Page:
Interview: Keller Easterling 2016.10.12
The editors of Paprika: Masks sat down with Keller Easterling, Architect, Theorist, and Professor at Yale University School of Architecture.
Keller Easterling: When I first started looking at what I call spatial products, I thought I was looking at optimized, functional expressions for maximizing the bottom line—apolitical things like repeatable suburbs, resorts, office parks etc. Maybe I shouldn’t have been surprised, but I was surprised to discover the ways that they were drenched in fiction and masquerade. That’s the title of the book—Enduring Innocence: Political Architecture… or…uh
Paprika: Global Architecture and Its Political Masquerades
KE: Yes. [laughter] It seemed that the more rationalized these formulas or recipes were, the better vehicles they were for all kinds of irrational fairy tales. An awareness of that means that one is no longer looking for cast-iron economic logics, or rationality, or game theory, or algorithms, but looking instead for discrepancies and discrepant characters and organizations that are saying something different from what they’re doing.
P: Do you find that difficult to see, or do these organizations, in a sense, wear that on their sleeve?
KE: The intoxicating incantations of these scripts, costumes and distractions and lies refresh the market and make it more resilient. The more lies, the better. I keep arguing that architects who are good at reading organization can see the difference between what’s being said and the way an organization is actually operating. Like a canine mind that hears words, but understands them in relation to disposition. They hear ‘good girl, good dog,’ but they’re looking at where you are or if you are next to the door. So they can’t understand those words unless they’re perceiving a whole bunch of other positions and potentials in organization. At our best, architects have a good canine mind. I’m arguing we can see when organizations are closed loops. For example, we look at a repetitive suburb and we see an assembly line, an almost agricultural set of sequences. And we can separate that from the accompanying stories that are about patriotism, homeownership, and family values. Can we read disposition not just in buildings and suburbs, but in entire cities and regions shaped around repeatable recipes?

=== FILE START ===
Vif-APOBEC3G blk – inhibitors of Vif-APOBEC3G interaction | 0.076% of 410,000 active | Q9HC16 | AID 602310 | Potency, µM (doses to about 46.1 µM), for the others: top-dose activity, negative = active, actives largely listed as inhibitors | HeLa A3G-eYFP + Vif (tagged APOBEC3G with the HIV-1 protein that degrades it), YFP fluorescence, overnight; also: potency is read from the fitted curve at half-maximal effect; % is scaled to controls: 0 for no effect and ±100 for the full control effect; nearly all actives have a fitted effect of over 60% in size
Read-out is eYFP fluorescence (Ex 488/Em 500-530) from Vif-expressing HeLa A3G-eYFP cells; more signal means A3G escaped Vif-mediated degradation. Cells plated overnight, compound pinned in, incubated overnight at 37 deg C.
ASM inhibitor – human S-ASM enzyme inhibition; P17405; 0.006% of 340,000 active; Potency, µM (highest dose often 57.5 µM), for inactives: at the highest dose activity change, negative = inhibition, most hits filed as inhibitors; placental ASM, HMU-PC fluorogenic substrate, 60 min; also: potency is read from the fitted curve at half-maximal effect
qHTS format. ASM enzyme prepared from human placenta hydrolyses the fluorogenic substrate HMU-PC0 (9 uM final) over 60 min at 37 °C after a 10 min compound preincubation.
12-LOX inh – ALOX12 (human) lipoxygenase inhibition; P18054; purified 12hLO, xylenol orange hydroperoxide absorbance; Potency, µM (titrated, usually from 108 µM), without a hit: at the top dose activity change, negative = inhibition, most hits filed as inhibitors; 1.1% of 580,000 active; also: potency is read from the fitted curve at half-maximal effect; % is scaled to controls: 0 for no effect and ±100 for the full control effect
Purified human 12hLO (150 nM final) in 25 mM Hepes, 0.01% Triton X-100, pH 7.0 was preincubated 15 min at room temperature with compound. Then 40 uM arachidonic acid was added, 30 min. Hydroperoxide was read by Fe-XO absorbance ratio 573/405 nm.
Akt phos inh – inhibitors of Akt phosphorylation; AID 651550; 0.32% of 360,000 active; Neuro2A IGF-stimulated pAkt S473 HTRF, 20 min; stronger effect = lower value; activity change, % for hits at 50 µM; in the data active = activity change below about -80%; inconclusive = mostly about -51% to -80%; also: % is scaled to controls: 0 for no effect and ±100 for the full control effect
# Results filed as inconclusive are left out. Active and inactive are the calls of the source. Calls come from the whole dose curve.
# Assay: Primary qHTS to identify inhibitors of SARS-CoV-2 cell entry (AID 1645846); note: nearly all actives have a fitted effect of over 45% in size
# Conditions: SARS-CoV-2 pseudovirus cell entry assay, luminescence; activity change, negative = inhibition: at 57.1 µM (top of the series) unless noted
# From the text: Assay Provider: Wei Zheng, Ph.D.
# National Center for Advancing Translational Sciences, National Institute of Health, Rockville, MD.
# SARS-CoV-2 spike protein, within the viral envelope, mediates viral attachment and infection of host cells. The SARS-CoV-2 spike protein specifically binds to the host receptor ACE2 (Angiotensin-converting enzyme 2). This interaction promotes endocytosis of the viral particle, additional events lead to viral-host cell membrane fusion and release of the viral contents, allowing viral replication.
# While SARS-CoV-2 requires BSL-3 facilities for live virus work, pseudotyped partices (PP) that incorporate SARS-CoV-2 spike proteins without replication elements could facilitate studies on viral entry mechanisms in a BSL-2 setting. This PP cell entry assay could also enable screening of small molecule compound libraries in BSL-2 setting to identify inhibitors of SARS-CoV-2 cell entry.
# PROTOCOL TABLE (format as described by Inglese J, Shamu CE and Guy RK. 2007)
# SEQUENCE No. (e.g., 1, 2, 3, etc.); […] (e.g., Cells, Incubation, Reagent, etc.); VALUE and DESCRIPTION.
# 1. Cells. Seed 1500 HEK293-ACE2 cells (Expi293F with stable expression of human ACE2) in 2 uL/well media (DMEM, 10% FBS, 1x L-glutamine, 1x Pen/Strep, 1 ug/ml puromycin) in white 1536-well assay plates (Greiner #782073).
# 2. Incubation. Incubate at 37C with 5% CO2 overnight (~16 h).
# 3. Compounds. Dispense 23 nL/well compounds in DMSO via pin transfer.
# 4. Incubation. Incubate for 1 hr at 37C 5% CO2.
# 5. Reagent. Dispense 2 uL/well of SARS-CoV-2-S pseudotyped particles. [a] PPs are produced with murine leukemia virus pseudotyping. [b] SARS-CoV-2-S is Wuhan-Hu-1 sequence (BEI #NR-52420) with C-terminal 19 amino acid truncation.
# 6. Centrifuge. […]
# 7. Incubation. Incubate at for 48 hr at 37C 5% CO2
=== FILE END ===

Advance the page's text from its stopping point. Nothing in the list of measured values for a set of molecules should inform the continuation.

P: Do you think there is something to the idea that the public can see through this but they choose to participate?
KE: Maybe we are just really under-rehearsed in tinkering with that level of activity and organization. We’re really good at pointing to things and calling names, but we’re not that good at getting under the hood of organization and tinkering with the activity that is discrepant from the label.
P: What is the implication of unveiling these organizations? Is there something you might anticipate out of that recognition?
KE: It is important to expose it, but it is also important to change the wiring. So there’s the unveiling, and that is valuable, but then it’s like learning how to play both sides of the split screen. Maybe it also involves learning to outwit some of the powers that be. In the kinds of spaces I look at, there are grisly power politics and power that is very hard to unseat—power that is bulletproof. So how do you manipulate the organization in a way that’s undeclared or under the radar?
P: Do you think that that manipulation is the role of the architect?
KE: It could be. How do you manipulate without telegraphing your strategy—without giving it a name? Is there something about being able to manipulate an undeclared thing, which is in fact really powerful?
P: How do you imagine the architect might go about facilitating this manipulation? Ultimately once you get to the building, it seems like you’re almost at the end of the line of those systems, the service role.
KE: In that repetitive suburban landscape for instance, if you weren’t trying to design a house, could you design a multiplier that was like a germ that reconditioned part of that landscape? You change something about garages, vehicles, front yards, or something else, and that becomes a contagious idea. It’s not something you can control. It’s something that you set loose.